shot at making the play-offs.  With nine seconds left in the final
quarter, Mr. Ford pushed the 28-yard kick to the left and Oakland lost
in overtime. 

“From that short a distance, I’d better make it,” Tampa
Bay kicker Michael Husted said, “or not plan on showing up here on
Monday morning.”

Ford would make it back the next day and for one more dismal season.
And then the bright lights of the gridiron faded, and Ford would fall
further than anyone could imagine.

Mr. Ford moved almost involuntarily up through the football ranks
from high school star, USC Trojan stand-out, NFL Draft-Choice, and NFL
Pro to living in a van, drifting throughout the Southwest, and finally
to the drive of Siegfried & Roy’s palatial Vegas estate.

By all accounts, Mr. Ford was a stellar student, one of the
strongest kickers in college and the NFL.  He was so driven to
succeed he suffered injuries from over-training. 

His release from his
final professional contract funded his later world-travel to
contemplate his life.  As the money ran-out, his travels left him
living out of a van in the Southwest.

His travels took him to Las Vegas, where he turned his
focus to sports bookmaking operations at casinos.

In January 2004, Ford
filed a $5 million suit against the Monte Carlo hotel-casino, claiming
the casino industry took advantage of athletes.

“Sports gaming is placing challenges on athletes beyond a college
and professional experience,” Ford wrote.

“I believe gaming is stealing
from (an athlete’s) earning potential. The athlete is creating the
results and the sports books are claiming them.”

The lawsuit was dismissed.

Mr. Ford’s attention moved from Sports Betting to the Siegfried
& Roy’s “treatment, dominance and unhealthy intimacy” of their
animals.  The court-ordered mental examination opined

“He felt they
threatened (the) world, and he began trying to figure out how he could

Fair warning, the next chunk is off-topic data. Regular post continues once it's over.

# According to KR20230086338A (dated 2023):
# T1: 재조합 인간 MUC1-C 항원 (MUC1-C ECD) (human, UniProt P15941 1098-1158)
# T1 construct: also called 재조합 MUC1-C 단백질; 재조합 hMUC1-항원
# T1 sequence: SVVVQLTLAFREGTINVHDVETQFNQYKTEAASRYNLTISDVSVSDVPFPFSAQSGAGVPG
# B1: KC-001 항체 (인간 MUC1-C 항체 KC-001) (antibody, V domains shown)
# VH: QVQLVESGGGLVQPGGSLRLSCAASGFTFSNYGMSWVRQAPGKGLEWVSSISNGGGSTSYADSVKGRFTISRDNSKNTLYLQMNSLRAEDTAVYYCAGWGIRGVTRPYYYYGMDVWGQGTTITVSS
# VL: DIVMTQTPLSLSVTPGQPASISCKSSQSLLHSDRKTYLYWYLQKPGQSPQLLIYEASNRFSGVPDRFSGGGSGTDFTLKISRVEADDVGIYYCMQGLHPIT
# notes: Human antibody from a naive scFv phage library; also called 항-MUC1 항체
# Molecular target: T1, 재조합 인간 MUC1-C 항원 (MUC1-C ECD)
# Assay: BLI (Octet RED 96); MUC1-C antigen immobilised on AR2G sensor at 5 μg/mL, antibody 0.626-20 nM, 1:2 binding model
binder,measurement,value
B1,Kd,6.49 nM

stop them.”

“I’m perfectly competent,” Mr. Ford told the judge in
January as he demanded the right to plead guilty to the shooting and
related charges.  The court disagreed.

“I accept my charges,” he said. “I’m excited to have a felony on my
record. I’m interested to see what the people have to say to see a man
with a perfect record have a felony.

“I’m a perfect citizen. I have a
perfect work history.”

Ford reiterated his fear of Siegfried & Roy, calling them “some
of the most dangerous people in our country.” He also was sharply
critical of the NFL.

“NFL players are much in the environment of the Roman Coliseum. A
lot of sacrificing takes place,” Mr. Ford said.

“It’s possible I didn’t
want to become a successful athlete because maybe then I would have
been sacrificed.”

Mr. Ford has not been close to his family in recent years and only
his mother would discuss his sad case with The Contra Costa Times.  Amy
Ford told the reporter it has been years since she saw her son. She
hopes he gets the help he needs.

The court has scheduled trial in
the matter for September 27, 2006 but only if Mr. Ford is competent to
assist in his own defense. 

The judge ordered Mr. Ford be committed to
a psychiatric
hospital where he is to be medicated and examined.  If found competent
to stand trial, Mr. Ford is facing 27-years in prison.

The former star told reporters he is competent to stand trial and still intends to plead guilty to the crimes.